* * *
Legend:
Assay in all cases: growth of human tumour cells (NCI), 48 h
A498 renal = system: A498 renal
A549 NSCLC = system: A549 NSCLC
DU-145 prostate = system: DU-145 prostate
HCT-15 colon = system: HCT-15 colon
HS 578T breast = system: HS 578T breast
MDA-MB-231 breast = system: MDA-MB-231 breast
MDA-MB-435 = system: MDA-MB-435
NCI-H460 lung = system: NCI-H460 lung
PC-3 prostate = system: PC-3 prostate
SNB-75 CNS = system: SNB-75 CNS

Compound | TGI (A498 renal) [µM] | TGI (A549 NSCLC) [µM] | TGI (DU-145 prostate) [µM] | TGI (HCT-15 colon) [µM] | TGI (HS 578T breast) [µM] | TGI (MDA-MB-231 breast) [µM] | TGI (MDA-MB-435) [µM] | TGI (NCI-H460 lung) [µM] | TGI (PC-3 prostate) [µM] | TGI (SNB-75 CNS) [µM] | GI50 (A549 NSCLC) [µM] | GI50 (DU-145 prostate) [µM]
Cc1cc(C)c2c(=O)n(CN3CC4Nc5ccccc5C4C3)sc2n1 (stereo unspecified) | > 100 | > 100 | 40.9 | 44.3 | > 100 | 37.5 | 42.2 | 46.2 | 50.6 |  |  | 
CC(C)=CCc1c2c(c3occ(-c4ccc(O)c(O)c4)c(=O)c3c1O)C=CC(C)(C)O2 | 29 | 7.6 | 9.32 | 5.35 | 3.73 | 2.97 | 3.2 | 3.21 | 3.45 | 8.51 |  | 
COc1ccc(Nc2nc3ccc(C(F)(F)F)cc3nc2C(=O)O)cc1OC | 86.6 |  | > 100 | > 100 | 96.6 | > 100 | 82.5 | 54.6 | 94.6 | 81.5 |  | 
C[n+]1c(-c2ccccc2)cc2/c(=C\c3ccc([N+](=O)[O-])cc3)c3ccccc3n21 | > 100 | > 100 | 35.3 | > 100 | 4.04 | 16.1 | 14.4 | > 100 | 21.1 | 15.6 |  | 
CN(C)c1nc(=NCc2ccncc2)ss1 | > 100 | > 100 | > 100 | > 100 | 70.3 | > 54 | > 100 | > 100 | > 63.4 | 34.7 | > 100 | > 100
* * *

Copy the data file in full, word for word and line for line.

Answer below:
Legend:
Assay in all cases: growth of human tumour cells (NCI), 48 h
A498 renal = system: A498 renal
A549 NSCLC = system: A549 NSCLC
DU-145 prostate = system: DU-145 prostate
HCT-15 colon = system: HCT-15 colon
HS 578T breast = system: HS 578T breast
MDA-MB-231 breast = system: MDA-MB-231 breast
MDA-MB-435 = system: MDA-MB-435
NCI-H460 lung = system: NCI-H460 lung
PC-3 prostate = system: PC-3 prostate
SNB-75 CNS = system: SNB-75 CNS

Compound | TGI (A498 renal) [µM] | TGI (A549 NSCLC) [µM] | TGI (DU-145 prostate) [µM] | TGI (HCT-15 colon) [µM] | TGI (HS 578T breast) [µM] | TGI (MDA-MB-231 breast) [µM] | TGI (MDA-MB-435) [µM] | TGI (NCI-H460 lung) [µM] | TGI (PC-3 prostate) [µM] | TGI (SNB-75 CNS) [µM] | GI50 (A549 NSCLC) [µM] | GI50 (DU-145 prostate) [µM]
Cc1cc(C)c2c(=O)n(CN3CC4Nc5ccccc5C4C3)sc2n1 (stereo unspecified) | > 100 | > 100 | 40.9 | 44.3 | > 100 | 37.5 | 42.2 | 46.2 | 50.6 |  |  | 
CC(C)=CCc1c2c(c3occ(-c4ccc(O)c(O)c4)c(=O)c3c1O)C=CC(C)(C)O2 | 29 | 7.6 | 9.32 | 5.35 | 3.73 | 2.97 | 3.2 | 3.21 | 3.45 | 8.51 |  | 
COc1ccc(Nc2nc3ccc(C(F)(F)F)cc3nc2C(=O)O)cc1OC | 86.6 |  | > 100 | > 100 | 96.6 | > 100 | 82.5 | 54.6 | 94.6 | 81.5 |  | 
C[n+]1c(-c2ccccc2)cc2/c(=C\c3ccc([N+](=O)[O-])cc3)c3ccccc3n21 | > 100 | > 100 | 35.3 | > 100 | 4.04 | 16.1 | 14.4 | > 100 | 21.1 | 15.6 |  | 
CN(C)c1nc(=NCc2ccncc2)ss1 | > 100 | > 100 | > 100 | > 100 | 70.3 | > 54 | > 100 | > 100 | > 63.4 | 34.7 | > 100 | > 100